I could feel the precise shape of her massive-ass head... because it was inside of my vagina.
I Was A Hunger Beast After Delivery
I was on a liquid diet for a few days after my C-section. I was eating a few hours after my daughter was born, however, and oh man did I eat.
Part of my ravenous appetite was due to the fact that I'd been diagnosed with gestational diabetes 24 weeks into my pregnancy and hadn't been able to eat many carbs or sweets for months when that's literally all I wanted. The other part of the equation was that I'd just pushed out a 9 pound 2 ounce baby after not eating basically all day and I needed food.
My postpartum meal menu? French toast with extra syrup, hash browns, vanilla ice cream, chocolate milk, cookies, and a huge bowl of fruit.
The way I tore through that tray was both savage and beautiful.
My Baby Looked Beat Up
My first baby was a C-section baby, who happened to be delivered after 18 hours of labor but zero pushing whatsoever. As such, he didn't have to go through any kerfuffle to get out — he was extracted — and had a perfectly shaped head and flawless face.
My daughter, however, was massive and had to make her way through a tunnel that no baby had exited before. So when she came out she looked like a boxer after a big fight. Her head was a cone, her upper lip was swollen, it looked like she had a black eye, and her ears were all squished. She was adorable, to be sure, but just a little worse for the wear.
Someone Had To Watch Me Pee
Apparently this is an established thing that happens after a vaginal delivery, but I had absolutely no idea and so I was a "wee" surprised (pun intended).
This surprise wasn't a cause for concern, though. I mean, I'd just pushed out a baby from my most intimate bits and pooped in front of a midwife and nurse. Peeing was child's play at that point.
Recovery Was Much Quicker
I knew this would be the case — which is a big reason why I wanted a VBAC, especially with a toddler at home — but I was really impressed that in under a month I was feeling 100 percent myself again. Well, a tired, frequently engorged, still wearing enormous maxi pads version of myself.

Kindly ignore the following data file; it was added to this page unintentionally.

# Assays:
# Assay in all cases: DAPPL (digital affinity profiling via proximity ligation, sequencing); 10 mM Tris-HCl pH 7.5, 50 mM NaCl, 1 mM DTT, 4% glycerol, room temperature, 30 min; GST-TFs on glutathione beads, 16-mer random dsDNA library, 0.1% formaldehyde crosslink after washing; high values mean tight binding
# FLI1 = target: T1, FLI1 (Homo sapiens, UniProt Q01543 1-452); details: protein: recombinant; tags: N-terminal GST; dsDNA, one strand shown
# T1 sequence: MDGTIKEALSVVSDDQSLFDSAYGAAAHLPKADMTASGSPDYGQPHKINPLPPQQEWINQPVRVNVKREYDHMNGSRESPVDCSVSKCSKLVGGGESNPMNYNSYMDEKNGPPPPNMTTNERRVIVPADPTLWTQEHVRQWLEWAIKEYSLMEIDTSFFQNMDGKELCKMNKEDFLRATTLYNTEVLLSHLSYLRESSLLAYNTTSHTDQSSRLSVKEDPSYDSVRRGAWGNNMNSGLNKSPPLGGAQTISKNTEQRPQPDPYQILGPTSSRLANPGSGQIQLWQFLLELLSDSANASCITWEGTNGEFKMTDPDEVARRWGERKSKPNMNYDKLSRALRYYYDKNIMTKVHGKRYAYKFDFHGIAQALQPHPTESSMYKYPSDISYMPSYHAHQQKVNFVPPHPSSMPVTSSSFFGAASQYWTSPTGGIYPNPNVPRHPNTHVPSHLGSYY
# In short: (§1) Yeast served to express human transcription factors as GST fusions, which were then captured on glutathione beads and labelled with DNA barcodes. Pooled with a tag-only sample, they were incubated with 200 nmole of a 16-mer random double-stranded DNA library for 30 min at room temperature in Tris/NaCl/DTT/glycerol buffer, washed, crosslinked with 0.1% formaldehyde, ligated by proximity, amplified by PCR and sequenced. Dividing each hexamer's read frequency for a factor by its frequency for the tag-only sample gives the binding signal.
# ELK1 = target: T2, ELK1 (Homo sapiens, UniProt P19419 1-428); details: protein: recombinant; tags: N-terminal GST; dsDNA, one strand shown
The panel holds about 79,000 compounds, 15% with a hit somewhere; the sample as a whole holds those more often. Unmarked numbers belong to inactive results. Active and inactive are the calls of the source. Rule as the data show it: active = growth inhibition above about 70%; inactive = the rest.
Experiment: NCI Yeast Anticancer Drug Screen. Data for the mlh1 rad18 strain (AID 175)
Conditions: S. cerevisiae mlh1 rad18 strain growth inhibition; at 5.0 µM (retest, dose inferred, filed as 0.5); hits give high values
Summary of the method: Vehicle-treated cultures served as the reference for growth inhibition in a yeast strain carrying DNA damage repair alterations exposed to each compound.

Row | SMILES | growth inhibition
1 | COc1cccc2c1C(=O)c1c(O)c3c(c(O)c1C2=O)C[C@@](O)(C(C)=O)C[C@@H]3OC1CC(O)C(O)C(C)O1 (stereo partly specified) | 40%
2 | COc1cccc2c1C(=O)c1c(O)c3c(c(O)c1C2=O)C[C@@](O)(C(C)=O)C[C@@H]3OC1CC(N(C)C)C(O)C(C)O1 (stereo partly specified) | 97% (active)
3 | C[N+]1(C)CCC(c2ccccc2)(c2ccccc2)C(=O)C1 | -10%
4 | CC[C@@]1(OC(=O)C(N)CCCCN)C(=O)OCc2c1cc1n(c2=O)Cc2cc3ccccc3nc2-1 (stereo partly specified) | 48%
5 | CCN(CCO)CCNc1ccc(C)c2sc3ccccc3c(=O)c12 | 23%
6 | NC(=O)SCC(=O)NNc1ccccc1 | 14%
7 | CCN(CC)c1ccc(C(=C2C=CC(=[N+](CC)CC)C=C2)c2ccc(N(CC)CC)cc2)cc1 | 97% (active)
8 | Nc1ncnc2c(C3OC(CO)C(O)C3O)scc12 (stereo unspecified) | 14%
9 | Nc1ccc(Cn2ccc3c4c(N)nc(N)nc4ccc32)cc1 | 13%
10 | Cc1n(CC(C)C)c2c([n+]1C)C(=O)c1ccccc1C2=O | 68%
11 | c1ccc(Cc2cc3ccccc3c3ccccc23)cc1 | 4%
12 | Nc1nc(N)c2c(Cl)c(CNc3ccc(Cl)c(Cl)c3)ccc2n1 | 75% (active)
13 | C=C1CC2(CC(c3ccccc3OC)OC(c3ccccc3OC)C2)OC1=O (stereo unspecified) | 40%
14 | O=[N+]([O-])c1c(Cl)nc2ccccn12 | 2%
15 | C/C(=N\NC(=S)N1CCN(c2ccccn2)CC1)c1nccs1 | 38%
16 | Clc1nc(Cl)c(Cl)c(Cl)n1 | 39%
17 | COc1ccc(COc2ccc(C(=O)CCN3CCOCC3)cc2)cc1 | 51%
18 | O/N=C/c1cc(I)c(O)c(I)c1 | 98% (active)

The First Couple Weeks Of Recovery Sucked
Yes, the recovery takes less time, but you're still recovering. And I tore, people! It was a second degree tear, so it could have been worse, but that requires some dedicated healing. The doctors don't give you particularly powerful painkillers to cope with that pain either, my friends. Oh no, you mostly make due with over-the-counter stuff and ice packs on your vag and leaning forward when you pee so your urine doesn't sting any semi-open wounds.
People's Reactions, Even After Delivery, Run From Confused To Judgmental
In general, people have Big Feels about VBACs. Many people think that once you have a C-section it's dangerous to try for vaginal delivery. Some of those same people won't believe you when you tell them that while that used to be true, surgical producers have changed and, as a result, VBACs are perfectly safe and often a recommended choice for most moms.
Some people just really want to believe the worst of you. I say go ahead and let them. Own it. Lean into it. Hell, whenever you know you're going to see them dress up like a Disney villain (I recommend Ursula).
I was hoping to be able to deliver vaginally, but my body had never done it before so I really didn't know if it could
But it did! I accomplished a vaginal delivery, and that accomplishment was a nice surprise, too.